Let’s acknowledge the irony right off: “Bill Simmons sucks on TV” is the perfect Bill Simmons opinion. It’s a safe viewpoint, maybe bordering on a consensus. Much like saying “Roger Goodell sucks as NFL Commissioner,” it’s distanced about a half decade from being remotely controversial or edgy or smart to say. It’s written from afar and provides the audience with no added value—that is, beyond what one asshole (me) thinks of another (him). And best of all, with the passage of time it can become the preface to a whole follow-up “debate,” probably via emails exchanged with another pseudo-intellectual about whether Bill Simmons’ TV Presence is properly rated or whether it’s been perennially disparaged to the point that it’s now, oh my god, secretly underrated, delivered in a manner that consumes a cool 500 words without producing a substantive conclusion.
Mostly, though, given the myriad other sports and/or pop culture topics worth covering, writing about Simmons’ on-air impotence is a tedious, inconsequential, and onanistic exercise—a complete waste of space on the Internet. So, fair warning, the following post is a depository of undercooked, calorically empty quasi-nuggets that would be exponentially more unpalatable if expressed via another medium—like, say, nasally voiced on a podcast or, God forbid, shown on HBO.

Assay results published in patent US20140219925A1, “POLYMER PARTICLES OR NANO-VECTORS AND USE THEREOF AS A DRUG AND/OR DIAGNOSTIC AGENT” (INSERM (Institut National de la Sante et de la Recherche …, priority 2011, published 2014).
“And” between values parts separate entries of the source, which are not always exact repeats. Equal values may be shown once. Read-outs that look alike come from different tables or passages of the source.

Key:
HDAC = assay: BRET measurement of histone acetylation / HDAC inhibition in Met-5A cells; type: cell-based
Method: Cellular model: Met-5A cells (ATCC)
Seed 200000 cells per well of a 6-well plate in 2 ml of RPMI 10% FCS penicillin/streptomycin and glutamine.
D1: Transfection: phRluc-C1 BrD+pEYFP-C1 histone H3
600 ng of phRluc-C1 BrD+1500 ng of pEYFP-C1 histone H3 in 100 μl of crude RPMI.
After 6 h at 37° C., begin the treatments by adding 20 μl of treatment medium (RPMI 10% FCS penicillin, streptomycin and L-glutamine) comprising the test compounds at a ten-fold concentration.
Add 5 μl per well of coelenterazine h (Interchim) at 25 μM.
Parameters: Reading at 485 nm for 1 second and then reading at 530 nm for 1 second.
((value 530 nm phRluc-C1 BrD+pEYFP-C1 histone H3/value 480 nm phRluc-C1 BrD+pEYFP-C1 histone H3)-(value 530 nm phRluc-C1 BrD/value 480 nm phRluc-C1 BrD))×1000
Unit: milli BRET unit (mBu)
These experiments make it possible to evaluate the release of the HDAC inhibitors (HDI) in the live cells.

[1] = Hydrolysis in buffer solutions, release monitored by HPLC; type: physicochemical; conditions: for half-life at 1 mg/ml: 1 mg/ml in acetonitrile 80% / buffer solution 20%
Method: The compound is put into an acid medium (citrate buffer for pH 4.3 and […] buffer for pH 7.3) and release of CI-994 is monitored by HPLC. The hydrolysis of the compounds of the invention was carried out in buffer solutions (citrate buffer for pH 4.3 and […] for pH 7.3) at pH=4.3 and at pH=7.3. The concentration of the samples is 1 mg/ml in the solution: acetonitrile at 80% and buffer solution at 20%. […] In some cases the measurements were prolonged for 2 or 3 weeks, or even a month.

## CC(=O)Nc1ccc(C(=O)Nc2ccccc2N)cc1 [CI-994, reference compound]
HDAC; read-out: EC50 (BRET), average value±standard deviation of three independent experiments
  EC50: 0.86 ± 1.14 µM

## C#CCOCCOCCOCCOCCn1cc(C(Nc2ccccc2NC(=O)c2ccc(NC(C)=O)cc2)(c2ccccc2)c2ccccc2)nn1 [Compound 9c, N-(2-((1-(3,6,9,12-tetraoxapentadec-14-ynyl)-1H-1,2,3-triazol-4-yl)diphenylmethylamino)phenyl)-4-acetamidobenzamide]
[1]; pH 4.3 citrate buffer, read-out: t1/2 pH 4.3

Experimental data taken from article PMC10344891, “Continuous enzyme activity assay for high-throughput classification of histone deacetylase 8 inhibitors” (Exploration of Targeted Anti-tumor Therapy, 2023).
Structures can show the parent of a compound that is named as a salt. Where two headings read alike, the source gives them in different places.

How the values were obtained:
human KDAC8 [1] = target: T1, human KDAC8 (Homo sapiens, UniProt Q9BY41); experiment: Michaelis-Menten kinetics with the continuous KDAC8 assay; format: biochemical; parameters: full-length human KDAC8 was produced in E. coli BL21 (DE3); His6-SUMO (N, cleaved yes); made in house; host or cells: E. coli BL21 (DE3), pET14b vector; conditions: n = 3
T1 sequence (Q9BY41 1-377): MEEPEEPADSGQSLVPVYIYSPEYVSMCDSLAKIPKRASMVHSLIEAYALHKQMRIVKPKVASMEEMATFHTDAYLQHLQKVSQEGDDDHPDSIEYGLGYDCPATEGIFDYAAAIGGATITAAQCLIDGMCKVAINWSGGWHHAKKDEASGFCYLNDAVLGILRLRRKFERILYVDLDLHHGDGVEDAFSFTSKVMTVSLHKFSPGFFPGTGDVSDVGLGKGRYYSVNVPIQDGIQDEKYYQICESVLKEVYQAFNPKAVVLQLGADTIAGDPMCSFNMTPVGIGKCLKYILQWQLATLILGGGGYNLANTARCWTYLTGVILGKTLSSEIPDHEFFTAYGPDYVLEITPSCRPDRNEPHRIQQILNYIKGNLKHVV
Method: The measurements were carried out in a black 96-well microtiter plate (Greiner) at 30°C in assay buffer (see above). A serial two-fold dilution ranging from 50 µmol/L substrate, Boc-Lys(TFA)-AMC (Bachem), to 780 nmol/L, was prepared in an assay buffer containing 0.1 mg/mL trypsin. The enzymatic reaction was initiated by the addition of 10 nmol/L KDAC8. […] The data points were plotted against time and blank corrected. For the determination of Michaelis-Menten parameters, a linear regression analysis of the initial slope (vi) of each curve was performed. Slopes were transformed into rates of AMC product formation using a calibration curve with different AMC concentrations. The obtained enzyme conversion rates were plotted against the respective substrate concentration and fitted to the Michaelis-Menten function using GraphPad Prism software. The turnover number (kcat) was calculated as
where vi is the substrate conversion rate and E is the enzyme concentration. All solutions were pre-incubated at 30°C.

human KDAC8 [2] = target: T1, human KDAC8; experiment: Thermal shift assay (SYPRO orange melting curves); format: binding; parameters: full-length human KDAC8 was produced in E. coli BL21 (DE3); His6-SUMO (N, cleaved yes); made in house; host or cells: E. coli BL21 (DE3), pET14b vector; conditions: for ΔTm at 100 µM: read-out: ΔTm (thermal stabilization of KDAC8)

Fat people are funny. Roger Goodell is a narcissistic liar. “The Wire” and “Mad Men” were enjoyable TV shows that are now over. “Vice Principals” is airing on HBO on Sundays at 10:30. JJ Redick would be a much better TV host than Bill Simmons.
These are all insights you’ll learn from an episode of “Any Given Wednesday,” the new weekly 30-minute HBO show that is—if only because it flaunts a damn near genetic aversion to topics of consequence and controversy—a comedy. Along with the accompanying website The Ringer, which retained Grantland’s esoteric commentary but roundly hemorrhaged the former website’s distinguished writers (Bryan Curtis excluded), “Any Given Wednesday” is Simmons’ latest venture—an attempt to distance himself from the creative shackles of ESPN while never approaching the boundaries of his comfort zone.
Calling it “vain” would be like calling Ted Kaczynski “troubled.”